To each his own I guess. I would be miserable lugging around 13 ounces of reel all day long.
Once again, I am speaking of euro-nymphing and from what I understand semi automatic reels are becoming
popular among those who fish that style.

westchesterfishing.com/forum/index.php?topic=3850.0New semi automatic fly reel - The Fulgor
westchesterfishing.com/forum/index.php?topic=3850.0

"Franco Vivarelli developed the semi automatic fly reel about 30 years ago. They are popular in Europe where they are used to compete. Do not confuse the semi automatic fly reel with the old, heavy, automatic fly reel that held a big spring inside. "
 

RichTheTall

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Since rods cast better with no reel attached, I like the lightest reel possible, mounted as close to my hand as possible. So uplocking for me. With my downlocking rods I always end up holding the reel seat when casting. It's a shame rods lower than #6 don't have something on the butt to protect the reel when you want to stand the rod on the ground.
All this balance and swing weight stuff is for catching anglers, not fish...
 

upstreamcast

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I fish 10' rods a lot. Have a few. My opinion is, you balance a rod with proper reel weight. Movement of a reel seat 3-4" has some effect, but not that much. I think it's just a carryover from the past. If you have a reel you like but it's a little light for your rod I suggest you wind on some lead core line before backing. You can go up an ounce or so easily. I like my rods to balance at front of grip or slightly down grip. JMHO
 

okaloosa

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All this balance and swing weight stuff is for catching anglers, not fish...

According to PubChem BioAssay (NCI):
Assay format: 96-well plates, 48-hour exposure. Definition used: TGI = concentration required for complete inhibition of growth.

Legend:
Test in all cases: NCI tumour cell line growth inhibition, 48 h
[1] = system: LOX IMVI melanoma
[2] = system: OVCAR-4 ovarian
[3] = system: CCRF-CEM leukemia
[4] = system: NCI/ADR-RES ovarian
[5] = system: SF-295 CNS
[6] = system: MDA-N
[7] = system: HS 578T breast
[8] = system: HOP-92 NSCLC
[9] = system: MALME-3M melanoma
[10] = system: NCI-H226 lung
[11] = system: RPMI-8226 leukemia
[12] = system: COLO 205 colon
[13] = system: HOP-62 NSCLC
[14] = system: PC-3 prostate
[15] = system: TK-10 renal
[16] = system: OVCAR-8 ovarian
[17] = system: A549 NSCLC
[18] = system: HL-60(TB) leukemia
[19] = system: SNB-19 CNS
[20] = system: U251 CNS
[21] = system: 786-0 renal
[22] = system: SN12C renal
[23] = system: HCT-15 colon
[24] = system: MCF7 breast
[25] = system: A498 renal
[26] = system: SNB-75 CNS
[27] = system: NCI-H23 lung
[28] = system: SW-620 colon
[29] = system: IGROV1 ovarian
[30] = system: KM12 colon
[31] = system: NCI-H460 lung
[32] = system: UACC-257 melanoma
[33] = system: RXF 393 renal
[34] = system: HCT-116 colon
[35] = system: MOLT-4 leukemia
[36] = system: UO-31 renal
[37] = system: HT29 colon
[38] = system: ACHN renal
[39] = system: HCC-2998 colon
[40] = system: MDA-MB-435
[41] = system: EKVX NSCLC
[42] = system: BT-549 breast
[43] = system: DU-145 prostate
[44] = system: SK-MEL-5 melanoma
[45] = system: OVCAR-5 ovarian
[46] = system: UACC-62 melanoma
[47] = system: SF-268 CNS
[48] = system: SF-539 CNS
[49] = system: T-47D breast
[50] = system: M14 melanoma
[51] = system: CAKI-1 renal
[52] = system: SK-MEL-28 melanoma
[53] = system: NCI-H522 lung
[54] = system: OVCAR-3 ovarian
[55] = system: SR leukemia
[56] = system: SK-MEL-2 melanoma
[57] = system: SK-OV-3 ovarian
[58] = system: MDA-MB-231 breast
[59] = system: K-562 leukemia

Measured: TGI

attention to detail such as taper, swing weight, material design etc is what separates great rods from mediocre rods and is the hallmark of great rodmakers IMO. I definitely land more fish with my high end rods. pop off less fish, break less tippet, hit the mark when casting more accurately , and enjoy it all more.
I dont see any downside to wanting the best other than the expense.
 

sweetandsalt

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We are never going to come to a consensus on this balance vs. light weight thing and fine. So, I'll add one small thing; when I set on the bank to watch, tie on a new tippet or chat with my pard, I like to prop up my rod in the crook of a branch or a selected soft spot of vegetation, never on stone or gravel and never in the parking area. My rod and reel are protected by nature's rod racks and they are not being laid down to be stepped on.

Not math but I have reels a plenty and when obtaining a new rod I mount a bunch of different ones belonging to other rods on to fined a perfect balance. Looking up that reel's empty weight I then seek a new reel appropriate for the rod's intent of the same weight. So the weight, capacity and appropriateness, performance but including aesthetics, not brand are my effective criteria. An example of the rod not me or a maker's designation choosing the reel is my beloved 9'/#5 Sage ONE, a light weight high performance dry fly rod; it has a wonderful Nautilus FWX that is perfect for it in every way and it says on it size 7/8...I ignore that and put on a MEDT#5.

W17_155_Missouri_R_Allen_Atlas_vs.jpg
 
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RichTheTall

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I dont see any downside to wanting the best other than the expense.
I hear you! I own two high-end rods, a Hardy and an Orvis - they were high end in the 80's. I like them and they cast great. But I really think in the modern era people can get a bit bogged down in the detail. Sure it's fun to experiment and I would certainly not stand in the way of progress. Plenty on here DO seek perfect balance as an important part of that sport and manufacturers sure serve their requirements.
It's supposed to fun so we all need to choose our own path.